So many aspects of Madrid have changed in the last decade, from the striking new riverside gardens and green areas created by landscape experts to the gleaming high-rise buildings designed by top modern architects, that visitors tend first to be surprised and exhilarated. Given some time to explore, though, they'll be comfortingly reassured by traditional sights such as the atmospheric old Austrias center and elegant Salamanca district, still the most stylish corner of town.
This creative, lively, and restless metropolis has never been one to let the grass grow under its feet. Today a vital need to move into the 21st century blends seamlessly with a need to preserve a glorious past. Even in the decades of a supposedly restrained and conservative past, when the city and its people were subjected to a ruling dictatorship and crushed by post-Civil War deprivation, when the Spanish capital assumed the cliché of a gray, gray place, Madrid never really was a quiet, depressive, early-to-bed city -- whatever people may tell you. The spirit and energy were always there, latently during the hardest times, at full throttle when life was anything like normal.
This section seeks to unravel a bit of this fascinating city's history, art, and culture by raising the question: Is there still such a person as a real Madrileño (born and bred Madrid inhabitant), given the cultural changes that have transformed a once purely Spanish city into a multinational metropolis? Read on to learn about the forces that created today's Madrid and to get a good idea of what the future holds for this intriguing and dynamic city.
Why are the bear and the madroño tree the symbols of Madrid? -- You see them everywhere -- from the small bronze statue in the Puerta del Sol (moved in 2009 back to the eastern side of the square where Calle Alcalá ends) -- to the insignia on the side of city taxis: A squat bear on its hind legs attempting to eat the berries on an equally squat madroño, or so-called strawberry tree. They are the official symbols of Madrid. But why? Opinions vary. The practical theory is that the bear, standing on its hind legs with its front paws on the tree trunk, represents possession and ownership of wood, necessary for constructing buildings. The sentimental theory is based on the fact that bears love sweet things and constantly try to extract honey from beehives. According to legend, because they suffer from sore eyes, they get stung and bleed from their wounds to such an extent that it relieves them of some of the pain. Next, they grope around desperately for a madroño tree and start gobbling the fruit, whose bitterness belies its rich red exterior (it only looks like a strawberry) and shocks the palate into further reducing the pain by the virtue of sheer distraction. So, masochistically, they rid themselves of their discomfort. The first theory makes sense as a metaphor for how Madrid has grown. The second is rather cute but doesn't seem to have any particular relevance. Take your pick.
Why has the Manzanares River had such bad press? -- The insults and quips came thick and fast in the old days when the Manzanares River was a malodorous trickle that dried up in summer. "An apprentice river," the Golden Age poet Quevedo called it, "in which the water barely comes up to the sole of my foot." Another writer claimed that "the elms that decorate its banks die of thirst, and the river itself begs for an umbrella if it rains," adding that "the Manzanares barely dampens the ground, as if a finger moistened with saliva was stroking the soil." It is said that King Fernando VII, passing one day in summer, requested his consorts to water it so that the dust wouldn't rise so much. Visiting French writer Alexandre Dumas once pleaded with a friend not to throw away the glass of water he'd half finished but to throw it into the parched and needy Manzanares. And so on.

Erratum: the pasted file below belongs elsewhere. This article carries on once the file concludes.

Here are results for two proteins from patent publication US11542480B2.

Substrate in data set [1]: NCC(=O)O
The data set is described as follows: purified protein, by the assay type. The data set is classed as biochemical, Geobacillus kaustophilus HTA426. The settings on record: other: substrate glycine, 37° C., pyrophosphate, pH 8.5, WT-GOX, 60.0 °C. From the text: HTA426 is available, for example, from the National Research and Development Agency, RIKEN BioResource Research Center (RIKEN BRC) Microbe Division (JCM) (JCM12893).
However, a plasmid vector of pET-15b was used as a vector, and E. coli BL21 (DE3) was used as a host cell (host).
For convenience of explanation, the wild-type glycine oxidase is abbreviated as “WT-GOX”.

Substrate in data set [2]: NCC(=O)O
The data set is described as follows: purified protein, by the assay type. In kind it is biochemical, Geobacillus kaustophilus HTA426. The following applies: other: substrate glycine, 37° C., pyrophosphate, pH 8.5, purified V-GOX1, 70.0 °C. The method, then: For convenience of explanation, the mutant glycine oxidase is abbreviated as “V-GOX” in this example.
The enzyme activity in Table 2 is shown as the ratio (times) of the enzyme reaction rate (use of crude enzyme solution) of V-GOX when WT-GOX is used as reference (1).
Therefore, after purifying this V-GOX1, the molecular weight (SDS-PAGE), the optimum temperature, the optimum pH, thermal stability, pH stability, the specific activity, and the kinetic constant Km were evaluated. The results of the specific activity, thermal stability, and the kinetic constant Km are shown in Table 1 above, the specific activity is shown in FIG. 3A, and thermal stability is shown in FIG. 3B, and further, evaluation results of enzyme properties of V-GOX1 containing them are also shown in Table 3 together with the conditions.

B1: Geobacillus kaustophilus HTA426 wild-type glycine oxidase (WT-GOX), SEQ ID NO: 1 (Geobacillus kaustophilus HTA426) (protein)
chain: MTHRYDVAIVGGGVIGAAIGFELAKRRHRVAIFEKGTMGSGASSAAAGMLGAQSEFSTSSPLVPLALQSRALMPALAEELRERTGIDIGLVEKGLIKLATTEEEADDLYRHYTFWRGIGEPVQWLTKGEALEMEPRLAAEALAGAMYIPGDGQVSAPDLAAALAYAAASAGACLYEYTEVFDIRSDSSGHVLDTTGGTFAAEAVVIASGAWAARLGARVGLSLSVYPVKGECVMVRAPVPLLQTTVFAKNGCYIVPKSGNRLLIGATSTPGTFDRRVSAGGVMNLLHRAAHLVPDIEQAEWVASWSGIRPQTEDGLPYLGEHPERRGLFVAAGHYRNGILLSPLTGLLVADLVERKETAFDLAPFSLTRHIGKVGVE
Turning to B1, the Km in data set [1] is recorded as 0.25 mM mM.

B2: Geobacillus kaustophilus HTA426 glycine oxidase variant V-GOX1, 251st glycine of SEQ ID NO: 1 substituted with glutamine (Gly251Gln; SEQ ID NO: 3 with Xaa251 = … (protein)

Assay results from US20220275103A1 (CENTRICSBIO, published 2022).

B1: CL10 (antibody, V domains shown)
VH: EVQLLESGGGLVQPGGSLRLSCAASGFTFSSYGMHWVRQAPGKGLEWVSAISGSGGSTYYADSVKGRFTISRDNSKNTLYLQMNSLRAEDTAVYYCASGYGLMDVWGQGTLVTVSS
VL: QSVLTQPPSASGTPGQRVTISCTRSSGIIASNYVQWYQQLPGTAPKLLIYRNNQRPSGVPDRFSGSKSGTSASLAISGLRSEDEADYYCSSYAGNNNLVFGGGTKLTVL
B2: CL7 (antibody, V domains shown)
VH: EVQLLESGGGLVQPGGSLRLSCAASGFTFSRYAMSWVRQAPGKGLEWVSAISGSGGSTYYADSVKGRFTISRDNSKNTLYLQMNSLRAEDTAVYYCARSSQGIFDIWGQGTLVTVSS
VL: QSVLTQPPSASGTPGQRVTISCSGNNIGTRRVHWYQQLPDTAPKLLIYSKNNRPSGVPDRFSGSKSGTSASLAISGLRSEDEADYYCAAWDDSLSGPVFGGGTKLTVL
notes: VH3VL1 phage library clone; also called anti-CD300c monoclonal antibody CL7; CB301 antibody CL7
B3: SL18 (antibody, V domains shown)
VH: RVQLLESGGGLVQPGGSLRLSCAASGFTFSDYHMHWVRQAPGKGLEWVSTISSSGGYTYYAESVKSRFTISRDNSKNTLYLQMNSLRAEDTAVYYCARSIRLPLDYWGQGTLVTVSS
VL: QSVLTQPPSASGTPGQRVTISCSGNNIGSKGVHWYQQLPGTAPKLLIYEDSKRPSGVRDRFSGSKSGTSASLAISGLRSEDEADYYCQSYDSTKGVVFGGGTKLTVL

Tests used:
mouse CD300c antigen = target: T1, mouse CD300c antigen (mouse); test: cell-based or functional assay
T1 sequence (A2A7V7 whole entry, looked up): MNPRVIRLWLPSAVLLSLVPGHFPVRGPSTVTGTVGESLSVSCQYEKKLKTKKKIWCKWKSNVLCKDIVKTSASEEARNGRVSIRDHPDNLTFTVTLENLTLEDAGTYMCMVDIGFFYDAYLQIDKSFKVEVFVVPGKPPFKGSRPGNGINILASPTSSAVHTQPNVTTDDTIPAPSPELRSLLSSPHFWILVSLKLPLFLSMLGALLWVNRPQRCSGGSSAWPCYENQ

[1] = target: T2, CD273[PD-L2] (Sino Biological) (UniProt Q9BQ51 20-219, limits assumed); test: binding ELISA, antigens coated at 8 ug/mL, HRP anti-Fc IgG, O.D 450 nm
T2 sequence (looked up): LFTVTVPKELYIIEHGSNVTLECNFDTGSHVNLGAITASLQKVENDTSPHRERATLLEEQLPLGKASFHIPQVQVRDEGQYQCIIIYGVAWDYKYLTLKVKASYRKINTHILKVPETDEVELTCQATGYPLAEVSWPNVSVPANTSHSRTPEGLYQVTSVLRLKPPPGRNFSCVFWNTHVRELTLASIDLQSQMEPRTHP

Today, if not quite comparable with the Seine or Thames, the Manzanares looks more like a real river, thanks to diverted water channels that have helped to replenish it (although that coyly secluded location in the dip btw. the Royal Palace and the Casa de Campo still prevents many visitors from realizing it's even there). Today a whole stretch from Príncipe Pío, close to the Campo del Moro, to Puente de Toledo, just below the street where the Sunday Rastro is held, has now been immaculately laid out with gardens, trees, walkways, cycle trails, and occasional pebbled piazzas. Quevedo wouldn't believe his eyes.
Why are Madrileños known as "gatos" (cats)? -- Most people believe this stems from the fact that Madrileños like to stay up late, especially on the weekend, when many of them barely sleep. Out on the tiles with a vengeance! (Note: This expression literally means to stay up all night like cats, which are often out all night and on rooftops.) However, the official explanation is historical. During an Arabic siege at the time when the city went by the name of Magerit, a particularly adept soldier managed to climb the outer walls with the agility of a cat by inserting his dagger between gaps in the stones as footholds. The story passed into legend and the soldier and his family assumed the name of Gato. They eventually had a street -- the Callejón del Gato -- named after one of their descendants, a court poet at the time of Juan II named Juan Alvarez Gato.
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